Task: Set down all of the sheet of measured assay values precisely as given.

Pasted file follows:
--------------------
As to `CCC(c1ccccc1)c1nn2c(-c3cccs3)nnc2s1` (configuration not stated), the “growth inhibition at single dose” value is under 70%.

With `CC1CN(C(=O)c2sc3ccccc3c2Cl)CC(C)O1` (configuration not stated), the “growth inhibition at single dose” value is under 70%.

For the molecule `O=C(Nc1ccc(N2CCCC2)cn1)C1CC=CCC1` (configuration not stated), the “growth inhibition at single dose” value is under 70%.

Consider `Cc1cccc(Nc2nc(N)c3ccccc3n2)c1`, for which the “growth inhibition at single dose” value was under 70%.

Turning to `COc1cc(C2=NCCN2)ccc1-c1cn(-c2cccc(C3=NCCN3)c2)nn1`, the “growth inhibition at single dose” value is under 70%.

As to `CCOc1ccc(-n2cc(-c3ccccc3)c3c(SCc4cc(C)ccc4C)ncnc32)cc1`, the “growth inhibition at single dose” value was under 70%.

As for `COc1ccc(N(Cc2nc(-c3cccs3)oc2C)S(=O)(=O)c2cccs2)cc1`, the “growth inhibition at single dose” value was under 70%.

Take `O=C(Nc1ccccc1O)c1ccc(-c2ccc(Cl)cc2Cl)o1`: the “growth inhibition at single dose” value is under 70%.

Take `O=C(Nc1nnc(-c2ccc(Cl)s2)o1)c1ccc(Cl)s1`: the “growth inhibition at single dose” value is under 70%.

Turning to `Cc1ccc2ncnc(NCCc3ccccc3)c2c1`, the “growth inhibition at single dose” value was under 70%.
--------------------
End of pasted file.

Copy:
As to `CCC(c1ccccc1)c1nn2c(-c3cccs3)nnc2s1` (configuration not stated), the “growth inhibition at single dose” value is under 70%.

With `CC1CN(C(=O)c2sc3ccccc3c2Cl)CC(C)O1` (configuration not stated), the “growth inhibition at single dose” value is under 70%.

For the molecule `O=C(Nc1ccc(N2CCCC2)cn1)C1CC=CCC1` (configuration not stated), the “growth inhibition at single dose” value is under 70%.

Consider `Cc1cccc(Nc2nc(N)c3ccccc3n2)c1`, for which the “growth inhibition at single dose” value was under 70%.

Turning to `COc1cc(C2=NCCN2)ccc1-c1cn(-c2cccc(C3=NCCN3)c2)nn1`, the “growth inhibition at single dose” value is under 70%.

As to `CCOc1ccc(-n2cc(-c3ccccc3)c3c(SCc4cc(C)ccc4C)ncnc32)cc1`, the “growth inhibition at single dose” value was under 70%.

As for `COc1ccc(N(Cc2nc(-c3cccs3)oc2C)S(=O)(=O)c2cccs2)cc1`, the “growth inhibition at single dose” value was under 70%.

Take `O=C(Nc1ccccc1O)c1ccc(-c2ccc(Cl)cc2Cl)o1`: the “growth inhibition at single dose” value is under 70%.

Take `O=C(Nc1nnc(-c2ccc(Cl)s2)o1)c1ccc(Cl)s1`: the “growth inhibition at single dose” value is under 70%.

Turning to `Cc1ccc2ncnc(NCCc3ccccc3)c2c1`, the “growth inhibition at single dose” value was under 70%.